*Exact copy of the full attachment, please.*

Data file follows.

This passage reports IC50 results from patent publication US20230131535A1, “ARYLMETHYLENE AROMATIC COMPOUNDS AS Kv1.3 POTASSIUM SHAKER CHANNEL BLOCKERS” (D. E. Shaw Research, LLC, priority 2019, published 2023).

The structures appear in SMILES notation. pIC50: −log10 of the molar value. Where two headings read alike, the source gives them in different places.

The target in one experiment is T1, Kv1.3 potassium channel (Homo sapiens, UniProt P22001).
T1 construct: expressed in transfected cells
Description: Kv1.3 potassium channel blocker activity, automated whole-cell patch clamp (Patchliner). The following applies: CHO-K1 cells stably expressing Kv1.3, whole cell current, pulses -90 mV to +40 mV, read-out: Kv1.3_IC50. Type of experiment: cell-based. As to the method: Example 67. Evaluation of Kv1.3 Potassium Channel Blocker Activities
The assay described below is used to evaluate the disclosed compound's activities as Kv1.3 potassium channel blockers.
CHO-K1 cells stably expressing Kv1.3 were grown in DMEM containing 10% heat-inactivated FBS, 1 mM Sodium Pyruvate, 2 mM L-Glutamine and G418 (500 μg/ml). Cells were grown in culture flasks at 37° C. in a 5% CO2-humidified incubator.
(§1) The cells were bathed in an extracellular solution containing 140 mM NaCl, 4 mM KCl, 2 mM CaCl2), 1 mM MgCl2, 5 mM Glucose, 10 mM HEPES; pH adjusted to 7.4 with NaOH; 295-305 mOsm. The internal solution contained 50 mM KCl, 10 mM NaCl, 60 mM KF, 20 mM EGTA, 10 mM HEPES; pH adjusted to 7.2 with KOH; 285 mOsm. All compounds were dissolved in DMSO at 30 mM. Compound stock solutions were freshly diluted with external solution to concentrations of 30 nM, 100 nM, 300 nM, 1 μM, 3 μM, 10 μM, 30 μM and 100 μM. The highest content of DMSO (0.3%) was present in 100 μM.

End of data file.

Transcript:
This passage reports IC50 results from patent publication US20230131535A1, “ARYLMETHYLENE AROMATIC COMPOUNDS AS Kv1.3 POTASSIUM SHAKER CHANNEL BLOCKERS” (D. E. Shaw Research, LLC, priority 2019, published 2023).

The structures appear in SMILES notation. pIC50: −log10 of the molar value. Where two headings read alike, the source gives them in different places.

The target in one experiment is T1, Kv1.3 potassium channel (Homo sapiens, UniProt P22001).
T1 construct: expressed in transfected cells
Description: Kv1.3 potassium channel blocker activity, automated whole-cell patch clamp (Patchliner). The following applies: CHO-K1 cells stably expressing Kv1.3, whole cell current, pulses -90 mV to +40 mV, read-out: Kv1.3_IC50. Type of experiment: cell-based. As to the method: Example 67. Evaluation of Kv1.3 Potassium Channel Blocker Activities
The assay described below is used to evaluate the disclosed compound's activities as Kv1.3 potassium channel blockers.
CHO-K1 cells stably expressing Kv1.3 were grown in DMEM containing 10% heat-inactivated FBS, 1 mM Sodium Pyruvate, 2 mM L-Glutamine and G418 (500 μg/ml). Cells were grown in culture flasks at 37° C. in a 5% CO2-humidified incubator.
(§1) The cells were bathed in an extracellular solution containing 140 mM NaCl, 4 mM KCl, 2 mM CaCl2), 1 mM MgCl2, 5 mM Glucose, 10 mM HEPES; pH adjusted to 7.4 with NaOH; 295-305 mOsm. The internal solution contained 50 mM KCl, 10 mM NaCl, 60 mM KF, 20 mM EGTA, 10 mM HEPES; pH adjusted to 7.2 with KOH; 285 mOsm. All compounds were dissolved in DMSO at 30 mM. Compound stock solutions were freshly diluted with external solution to concentrations of 30 nM, 100 nM, 300 nM, 1 μM, 3 μM, 10 μM, 30 μM and 100 μM. The highest content of DMSO (0.3%) was present in 100 μM.